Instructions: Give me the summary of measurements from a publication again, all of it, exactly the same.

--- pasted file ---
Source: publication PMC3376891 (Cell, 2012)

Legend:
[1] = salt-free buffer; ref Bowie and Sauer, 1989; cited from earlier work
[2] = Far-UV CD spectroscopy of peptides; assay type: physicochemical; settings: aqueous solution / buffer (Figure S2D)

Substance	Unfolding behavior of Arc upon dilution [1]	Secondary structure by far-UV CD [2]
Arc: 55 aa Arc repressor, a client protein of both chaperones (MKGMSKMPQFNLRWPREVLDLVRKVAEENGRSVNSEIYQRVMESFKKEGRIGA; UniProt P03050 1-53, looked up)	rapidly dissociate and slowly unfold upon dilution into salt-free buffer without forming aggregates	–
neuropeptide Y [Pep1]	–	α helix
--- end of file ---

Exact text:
Source: publication PMC3376891 (Cell, 2012)

Legend:
[1] = salt-free buffer; ref Bowie and Sauer, 1989; cited from earlier work
[2] = Far-UV CD spectroscopy of peptides; assay type: physicochemical; settings: aqueous solution / buffer (Figure S2D)

Substance	Unfolding behavior of Arc upon dilution [1]	Secondary structure by far-UV CD [2]
Arc: 55 aa Arc repressor, a client protein of both chaperones (MKGMSKMPQFNLRWPREVLDLVRKVAEENGRSVNSEIYQRVMESFKKEGRIGA; UniProt P03050 1-53, looked up)	rapidly dissociate and slowly unfold upon dilution into salt-free buffer without forming aggregates	–
neuropeptide Y [Pep1]	–	α helix